“bluff and beautiful”
Open 9:00 a.m. to sunset daily from May 15 to October 30. Fee Charged. Visitors may continue to enjoy the park during the off season by parking outside the gate and walking in during these same hours. Please be aware that facilities are closed during the off season. Roque Bluffs State Park provides visitors with a great diversity of coastal landscapes to enjoy in 274 acres on Schoppee Point (south of Machias). A beautiful, half-mile crescent of sand and pebbles along Englishman Bay is backed by the shallow waters of 60-acre Simpson Pond - allowing for bracing saltwater swims and much warmer fresh water soaks. Between the beach and the pond are several picnic areas and a children's play area adjoining the parking area. A 6-mile trail network just inland from the shore leads through old orchards, fields and woods, with paths that follow the rocky shores of Great Cove and Pond Cove. The diverse habitats at Roque Bluffs State Park support abundant wildlife, and bird watchers enjoy interesting sightings at all seasons. Bald eagles frequent the area year-round and many migrant species stopover during spring and fall. Birders occasionally spot less common waterfowl, such as Barrow's Goldeneye, Redhead and Gadwall ducks, and Hooded Mergansers. During summer months, pipers, plovers and interesting species of gull (like ring-billed) frequent the beach. Both Englishman Bay and Simpson Pond can be explored by canoe or kayak (with rental kayaks available for use on Simpson Pond). The pond is stocked so anglers can fish for brook trout in the spring and brown trout through much of the summer. Bait fishermen use the pond in fall and winter.The sand/pebble beach at Roque Bluffs State Park is an unusual geologic feature along the Downeast coast, much of which is marked by bold cliffs and cobble shores. It resulted from an accumulation of sediment that eroded from a prominent glacial moraine lying to the east. There is a bedrock outcrop at the eastern end of the beach where visitors can see glacial striations (deep groves in the bedrock left by the glacier's movement toward the southeast). The evidence here of glacial history has made the Park stop #29 on Maine's Ice Age Trail (to learn more, visit http://iceagetrail.umaine.edu/). This unusual beach has long been popular with area residents and visitors. The Maine State Park Commission used proceeds from a public bond to acquire and protect the land in 1969. Offshore, visitors can see Libby Lighthouse (formerly known as Machias Lighthouse because it marks the entrance to Machias Bay). This historic structure, built in 1817, is still an active beacon.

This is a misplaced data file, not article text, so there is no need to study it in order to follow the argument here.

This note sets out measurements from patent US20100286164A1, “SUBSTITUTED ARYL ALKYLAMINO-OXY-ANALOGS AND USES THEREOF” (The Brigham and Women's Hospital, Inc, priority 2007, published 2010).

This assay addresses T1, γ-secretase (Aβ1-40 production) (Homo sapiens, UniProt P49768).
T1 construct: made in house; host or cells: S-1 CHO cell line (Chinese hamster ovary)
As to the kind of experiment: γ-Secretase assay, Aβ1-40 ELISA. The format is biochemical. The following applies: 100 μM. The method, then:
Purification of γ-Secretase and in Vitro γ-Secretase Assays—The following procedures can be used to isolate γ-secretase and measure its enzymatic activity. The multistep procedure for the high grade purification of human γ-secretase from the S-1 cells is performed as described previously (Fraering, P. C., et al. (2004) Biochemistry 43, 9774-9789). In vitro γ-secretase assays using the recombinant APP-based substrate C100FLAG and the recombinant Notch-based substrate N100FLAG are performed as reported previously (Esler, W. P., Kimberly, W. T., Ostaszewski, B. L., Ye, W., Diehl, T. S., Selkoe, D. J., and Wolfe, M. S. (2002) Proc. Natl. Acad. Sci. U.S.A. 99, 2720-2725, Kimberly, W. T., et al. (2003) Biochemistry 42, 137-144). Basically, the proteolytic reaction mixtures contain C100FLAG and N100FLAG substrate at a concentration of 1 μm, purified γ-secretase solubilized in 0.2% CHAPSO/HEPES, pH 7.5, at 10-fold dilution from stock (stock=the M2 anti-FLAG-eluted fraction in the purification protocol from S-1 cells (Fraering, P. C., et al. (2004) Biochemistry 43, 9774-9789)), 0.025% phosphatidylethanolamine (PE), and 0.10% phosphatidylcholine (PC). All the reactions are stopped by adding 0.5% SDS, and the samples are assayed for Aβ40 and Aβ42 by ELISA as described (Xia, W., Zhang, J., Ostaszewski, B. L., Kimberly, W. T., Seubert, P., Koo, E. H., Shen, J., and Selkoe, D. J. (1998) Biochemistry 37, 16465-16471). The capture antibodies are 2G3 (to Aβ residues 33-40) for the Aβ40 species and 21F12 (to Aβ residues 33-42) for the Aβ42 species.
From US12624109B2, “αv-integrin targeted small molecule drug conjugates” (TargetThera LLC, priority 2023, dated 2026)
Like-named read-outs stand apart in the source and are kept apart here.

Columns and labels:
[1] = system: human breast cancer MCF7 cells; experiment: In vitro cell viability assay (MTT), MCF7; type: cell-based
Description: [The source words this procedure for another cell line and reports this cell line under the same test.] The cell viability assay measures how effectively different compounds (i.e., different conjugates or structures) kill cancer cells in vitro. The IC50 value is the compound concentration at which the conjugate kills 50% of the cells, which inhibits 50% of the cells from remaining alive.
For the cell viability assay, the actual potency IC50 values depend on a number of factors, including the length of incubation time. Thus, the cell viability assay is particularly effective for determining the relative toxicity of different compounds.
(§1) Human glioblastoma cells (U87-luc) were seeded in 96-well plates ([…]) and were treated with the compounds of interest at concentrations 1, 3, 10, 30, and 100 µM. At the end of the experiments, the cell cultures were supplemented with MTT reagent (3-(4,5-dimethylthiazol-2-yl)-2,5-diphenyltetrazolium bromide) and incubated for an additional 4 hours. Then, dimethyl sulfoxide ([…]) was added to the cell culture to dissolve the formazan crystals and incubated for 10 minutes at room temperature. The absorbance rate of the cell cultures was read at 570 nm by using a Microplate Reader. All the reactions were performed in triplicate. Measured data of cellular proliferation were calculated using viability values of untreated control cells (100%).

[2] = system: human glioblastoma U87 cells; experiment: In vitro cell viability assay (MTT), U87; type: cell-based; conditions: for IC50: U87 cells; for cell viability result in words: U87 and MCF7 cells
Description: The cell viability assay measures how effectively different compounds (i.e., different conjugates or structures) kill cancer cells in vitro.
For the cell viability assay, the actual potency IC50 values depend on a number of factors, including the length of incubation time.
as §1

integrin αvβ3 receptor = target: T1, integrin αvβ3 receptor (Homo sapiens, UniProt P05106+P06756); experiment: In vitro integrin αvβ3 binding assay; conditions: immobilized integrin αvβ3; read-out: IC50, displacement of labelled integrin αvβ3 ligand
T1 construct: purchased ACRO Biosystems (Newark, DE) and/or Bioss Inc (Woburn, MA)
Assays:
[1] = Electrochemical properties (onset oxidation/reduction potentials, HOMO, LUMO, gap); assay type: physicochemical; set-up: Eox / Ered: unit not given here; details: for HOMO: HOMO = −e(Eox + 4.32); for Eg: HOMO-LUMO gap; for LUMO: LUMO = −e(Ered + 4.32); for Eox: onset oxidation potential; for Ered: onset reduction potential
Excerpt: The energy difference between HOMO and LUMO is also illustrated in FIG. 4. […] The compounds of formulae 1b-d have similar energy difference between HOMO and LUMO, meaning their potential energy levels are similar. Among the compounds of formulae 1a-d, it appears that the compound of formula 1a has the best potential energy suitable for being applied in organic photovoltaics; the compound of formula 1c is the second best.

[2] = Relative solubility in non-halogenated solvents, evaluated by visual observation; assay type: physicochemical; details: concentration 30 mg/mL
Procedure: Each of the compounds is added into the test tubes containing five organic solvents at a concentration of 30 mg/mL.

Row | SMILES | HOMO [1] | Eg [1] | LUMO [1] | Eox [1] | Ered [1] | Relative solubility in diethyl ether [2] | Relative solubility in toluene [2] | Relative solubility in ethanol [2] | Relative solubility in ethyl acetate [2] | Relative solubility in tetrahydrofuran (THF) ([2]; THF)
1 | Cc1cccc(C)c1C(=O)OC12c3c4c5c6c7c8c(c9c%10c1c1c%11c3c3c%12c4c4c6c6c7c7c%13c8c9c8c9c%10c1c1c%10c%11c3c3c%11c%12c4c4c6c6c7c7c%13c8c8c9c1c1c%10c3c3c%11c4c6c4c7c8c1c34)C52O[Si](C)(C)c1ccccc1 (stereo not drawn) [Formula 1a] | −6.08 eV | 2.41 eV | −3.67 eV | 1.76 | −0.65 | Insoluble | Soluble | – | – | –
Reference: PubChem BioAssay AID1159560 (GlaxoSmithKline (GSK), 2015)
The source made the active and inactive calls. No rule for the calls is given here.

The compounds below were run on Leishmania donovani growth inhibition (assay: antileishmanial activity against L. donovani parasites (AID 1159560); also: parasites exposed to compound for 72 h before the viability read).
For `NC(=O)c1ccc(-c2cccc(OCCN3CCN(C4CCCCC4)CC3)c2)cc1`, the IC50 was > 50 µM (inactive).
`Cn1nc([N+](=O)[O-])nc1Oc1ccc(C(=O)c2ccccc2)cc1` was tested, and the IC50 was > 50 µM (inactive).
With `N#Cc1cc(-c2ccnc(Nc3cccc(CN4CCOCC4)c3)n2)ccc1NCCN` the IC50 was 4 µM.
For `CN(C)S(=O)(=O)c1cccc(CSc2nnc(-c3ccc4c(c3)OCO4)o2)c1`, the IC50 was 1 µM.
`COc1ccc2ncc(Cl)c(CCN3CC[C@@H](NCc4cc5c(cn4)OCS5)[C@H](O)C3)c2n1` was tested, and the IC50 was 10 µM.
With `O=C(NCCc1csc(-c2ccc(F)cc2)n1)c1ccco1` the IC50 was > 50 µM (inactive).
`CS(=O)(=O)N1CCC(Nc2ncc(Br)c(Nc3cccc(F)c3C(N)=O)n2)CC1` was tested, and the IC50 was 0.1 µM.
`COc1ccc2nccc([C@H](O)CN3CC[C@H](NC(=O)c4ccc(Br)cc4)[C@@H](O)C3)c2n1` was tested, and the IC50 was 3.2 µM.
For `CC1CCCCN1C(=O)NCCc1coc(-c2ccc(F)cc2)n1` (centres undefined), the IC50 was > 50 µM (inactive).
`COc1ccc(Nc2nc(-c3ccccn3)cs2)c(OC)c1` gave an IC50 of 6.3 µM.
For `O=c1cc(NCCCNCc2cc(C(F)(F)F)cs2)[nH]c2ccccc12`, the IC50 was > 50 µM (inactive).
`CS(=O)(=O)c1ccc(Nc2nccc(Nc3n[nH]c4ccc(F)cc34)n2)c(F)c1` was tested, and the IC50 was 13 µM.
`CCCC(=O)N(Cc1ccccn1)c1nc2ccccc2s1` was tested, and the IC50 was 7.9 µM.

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Roque Bluffs State Park
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